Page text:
Eye of the storm. Image by Webdiary artist Martin Davies
I knew first hand that there was an election on when Tony Abbott – rubbing hands, big smile – strolled into the Sydney Morning Herald’s Canberra Bureau yesterday to ask anyone who cared to answer: “Now what can I do for you?”
The SMH is the preferred paper of Liberal voters in blue ribbon Liberal seats in Sydney’s North Shore and Eastern suburbs. These seats are also at the epicentre of ex Liberal Party President John Valder’s “Not Happy, John” campaign to unseat Howard in Bennelong.
So after the initial surprise of Abbott venturing into the den which led the way in exposing his deceit over his “honest politics trust”, it was no surprise that Abbott asked, “What do you think Peter King is going to do?”
I know what King – who is set to announce his candidacy as an independent Liberal in Wentworth late this week – HAS to do to give himself a chance to win the seat, and it’s not a pretty thought for the likes of Abbott.
I’ve had two types of Liberal Party polling spruiked to me recently. One is said to have polled Wentworth voters on who they’d vote for in a three horse race between the Liberal candidate Malcolm Turnbull, the current Liberal MP Peter King, and Labor’s David Patch. The result: Turnbull 35 percent, Patch 40 percent, King 25 percent.
In another poll, where the question was the big three, other and undecided, Patch was at 20 percent, and Turnbull and King level on 25 percent. That’s 30 percent of Wentworth voters who’ll give their first preference to the Greens or Democrats candidates, or who haven’t made up their minds.
What I take from this is that if King stands as an “in-house” loyal Liberal who just happens to be standing as an independent, he could deliver the seat to Patch or to Turnbull on King preferences.
The last thing Labor’s candidate for the blue ribbon inner Sydney seat of Wentworth wants is for the disendorsed Liberal Peter King to stand as the ‘Not happy, John!’ candidate. If he did, he might just take the seat from Malcolm Turnbull and cruel Labor’s ever-increasing chances of stealing the seat.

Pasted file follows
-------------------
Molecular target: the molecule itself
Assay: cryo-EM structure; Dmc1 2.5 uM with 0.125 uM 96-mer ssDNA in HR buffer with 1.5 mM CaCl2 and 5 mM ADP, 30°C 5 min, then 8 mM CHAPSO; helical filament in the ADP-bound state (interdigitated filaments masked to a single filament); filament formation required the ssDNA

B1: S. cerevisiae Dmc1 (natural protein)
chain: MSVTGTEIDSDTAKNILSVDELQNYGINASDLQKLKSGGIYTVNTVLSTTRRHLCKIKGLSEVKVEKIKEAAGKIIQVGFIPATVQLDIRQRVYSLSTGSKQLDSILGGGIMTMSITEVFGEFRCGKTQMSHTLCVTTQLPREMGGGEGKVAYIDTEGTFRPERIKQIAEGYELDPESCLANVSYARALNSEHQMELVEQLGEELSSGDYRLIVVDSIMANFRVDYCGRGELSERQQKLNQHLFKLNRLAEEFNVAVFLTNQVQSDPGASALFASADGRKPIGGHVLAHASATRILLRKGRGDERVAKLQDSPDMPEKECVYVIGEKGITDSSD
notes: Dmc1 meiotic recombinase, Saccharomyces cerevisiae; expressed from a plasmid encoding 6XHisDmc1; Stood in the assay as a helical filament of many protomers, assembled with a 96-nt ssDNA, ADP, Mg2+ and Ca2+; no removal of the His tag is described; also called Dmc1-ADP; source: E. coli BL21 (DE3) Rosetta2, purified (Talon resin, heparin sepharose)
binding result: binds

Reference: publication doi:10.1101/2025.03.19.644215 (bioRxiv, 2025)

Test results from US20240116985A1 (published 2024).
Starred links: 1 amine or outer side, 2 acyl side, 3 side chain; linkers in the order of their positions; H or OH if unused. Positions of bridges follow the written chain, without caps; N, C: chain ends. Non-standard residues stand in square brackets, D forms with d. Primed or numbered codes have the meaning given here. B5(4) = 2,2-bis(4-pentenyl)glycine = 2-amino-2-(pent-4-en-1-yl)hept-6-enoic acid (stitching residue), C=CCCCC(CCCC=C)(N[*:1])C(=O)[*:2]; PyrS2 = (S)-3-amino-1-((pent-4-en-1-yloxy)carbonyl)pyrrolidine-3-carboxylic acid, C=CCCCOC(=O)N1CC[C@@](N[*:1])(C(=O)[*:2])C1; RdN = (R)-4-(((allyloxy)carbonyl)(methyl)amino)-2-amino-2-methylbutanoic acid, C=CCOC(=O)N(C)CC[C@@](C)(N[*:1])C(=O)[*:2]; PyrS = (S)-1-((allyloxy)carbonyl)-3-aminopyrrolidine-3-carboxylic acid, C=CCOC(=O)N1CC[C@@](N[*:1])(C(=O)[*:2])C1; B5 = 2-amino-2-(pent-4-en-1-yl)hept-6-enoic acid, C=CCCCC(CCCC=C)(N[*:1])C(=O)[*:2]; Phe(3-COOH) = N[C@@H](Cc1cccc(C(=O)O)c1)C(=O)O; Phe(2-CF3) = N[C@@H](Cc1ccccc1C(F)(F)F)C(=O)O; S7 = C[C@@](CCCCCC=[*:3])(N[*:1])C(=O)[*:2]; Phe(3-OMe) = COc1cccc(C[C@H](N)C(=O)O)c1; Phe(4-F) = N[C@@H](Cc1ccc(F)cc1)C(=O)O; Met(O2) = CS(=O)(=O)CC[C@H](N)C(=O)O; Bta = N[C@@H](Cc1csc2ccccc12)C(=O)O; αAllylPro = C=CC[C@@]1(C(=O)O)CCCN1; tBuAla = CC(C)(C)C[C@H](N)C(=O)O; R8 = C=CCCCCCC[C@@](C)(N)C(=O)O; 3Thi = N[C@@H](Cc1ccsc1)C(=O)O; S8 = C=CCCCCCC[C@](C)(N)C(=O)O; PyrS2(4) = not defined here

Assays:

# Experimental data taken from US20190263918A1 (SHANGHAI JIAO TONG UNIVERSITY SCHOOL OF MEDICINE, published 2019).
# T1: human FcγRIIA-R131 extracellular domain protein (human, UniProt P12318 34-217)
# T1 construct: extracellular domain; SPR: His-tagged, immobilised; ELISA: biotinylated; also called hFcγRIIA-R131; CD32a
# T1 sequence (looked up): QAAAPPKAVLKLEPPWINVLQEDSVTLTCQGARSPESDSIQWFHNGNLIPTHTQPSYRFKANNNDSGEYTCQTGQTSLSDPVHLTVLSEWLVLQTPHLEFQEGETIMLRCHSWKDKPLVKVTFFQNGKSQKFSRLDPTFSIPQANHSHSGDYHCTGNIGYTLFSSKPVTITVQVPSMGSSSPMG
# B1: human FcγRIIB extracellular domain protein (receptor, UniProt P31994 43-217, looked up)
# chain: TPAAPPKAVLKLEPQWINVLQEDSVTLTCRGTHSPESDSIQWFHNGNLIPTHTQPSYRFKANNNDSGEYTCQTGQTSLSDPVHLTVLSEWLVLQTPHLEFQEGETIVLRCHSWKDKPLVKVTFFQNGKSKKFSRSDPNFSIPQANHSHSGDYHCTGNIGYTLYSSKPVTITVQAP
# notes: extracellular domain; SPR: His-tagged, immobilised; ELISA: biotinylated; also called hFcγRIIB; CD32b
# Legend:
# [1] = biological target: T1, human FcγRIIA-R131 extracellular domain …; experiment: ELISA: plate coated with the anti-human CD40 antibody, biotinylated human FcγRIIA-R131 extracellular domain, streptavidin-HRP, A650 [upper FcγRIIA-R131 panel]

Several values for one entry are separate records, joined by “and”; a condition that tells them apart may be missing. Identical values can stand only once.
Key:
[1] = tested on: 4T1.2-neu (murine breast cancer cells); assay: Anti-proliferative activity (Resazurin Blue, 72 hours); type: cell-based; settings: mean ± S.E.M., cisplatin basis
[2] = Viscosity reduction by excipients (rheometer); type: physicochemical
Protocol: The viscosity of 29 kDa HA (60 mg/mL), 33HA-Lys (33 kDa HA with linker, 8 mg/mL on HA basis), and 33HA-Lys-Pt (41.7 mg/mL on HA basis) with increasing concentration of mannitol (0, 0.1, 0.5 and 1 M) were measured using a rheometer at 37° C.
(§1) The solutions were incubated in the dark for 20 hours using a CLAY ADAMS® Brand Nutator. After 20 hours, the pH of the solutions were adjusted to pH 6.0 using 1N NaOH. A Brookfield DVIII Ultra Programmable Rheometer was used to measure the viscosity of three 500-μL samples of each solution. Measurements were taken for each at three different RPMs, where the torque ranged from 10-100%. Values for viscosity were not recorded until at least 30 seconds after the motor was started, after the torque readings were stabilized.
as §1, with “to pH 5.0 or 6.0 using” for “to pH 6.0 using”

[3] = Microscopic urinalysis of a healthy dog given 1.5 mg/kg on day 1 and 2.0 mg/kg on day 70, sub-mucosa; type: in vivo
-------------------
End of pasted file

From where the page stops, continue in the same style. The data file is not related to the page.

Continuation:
Labor polling shows the biggest swings against Howard’s regime are coming in some of its safest seats. It’s no accident that Turnbull recently told a community meeting that invading Iraq was ‘an unadulterated error’ just after King finally spoke out about Howard’s abandonment of two Australian citizens in Guantanamo Bay.
The Liberal heartland is at last in revolt. It’s in the heartland that the Government’s grotesque response to the call for truth in government by 43 retired senior public servants, diplomats and defence chiefs hurt most, as did the proof that Howard lied his way to power in 2001 over ‘children overboard’.
The people of Wentworth live in what’s close to being Australia’s richest seat, but lots of other people live there too, especially in Bondi. It’s a water-front based Eastern Suburbs seat. The people of Wentworth – who voted for a Republic, support reconciliation and their ABC, and think that invading Iraq was wrong-headed and that every Australian has fundamental rights as citizens – oppose Howard’s anti-democratic regime and did not like how Malcolm Turnbull beat King for pre-selection through an unprecedented branch-stack by his rich and powerful friends backed by paid radio advertising. It is a small “l” Liberal seat and small “l” Liberals have been progressively disenfranchised under John Howard. The fact that the only One Nation federal politician, Senator Len Harris, said this week that he hoped the Liberals won the election is a straw in that wind.
In my travels promoting my book “Not Happy John” I spoke to several Liberals in Wentworth, and several in the North Shore Liberal heartland too. Some were hostile to Howard and would prefer a Liberal Government without him, and all of these named Costello as the man they put their faith in to right the balance in the Party. The others had already decided to cast their vote against the Liberals. And on a recent Sunday program, a Sydney Liberal establishment figure involved with Australian refugee support groups, Renata Caldor, said of the choice between a Howard Liberal or Latham Labor Government at this election:
I would ideally like to have a Liberal government without John Howard as the leader. If you’re asking me the lesser of two evils, if I had my choice, I’ve got to say, after a lot of thought, I would prefer to have a Labor Party in power, at least for three years, and I think probably – perhaps – [that would] be enough. I think the damage perhaps that a Latham government would do to the country economically, to my mind, wouldn’t be quite as harmful as the damage to the social fabric that’s happened under the John Howard leadership.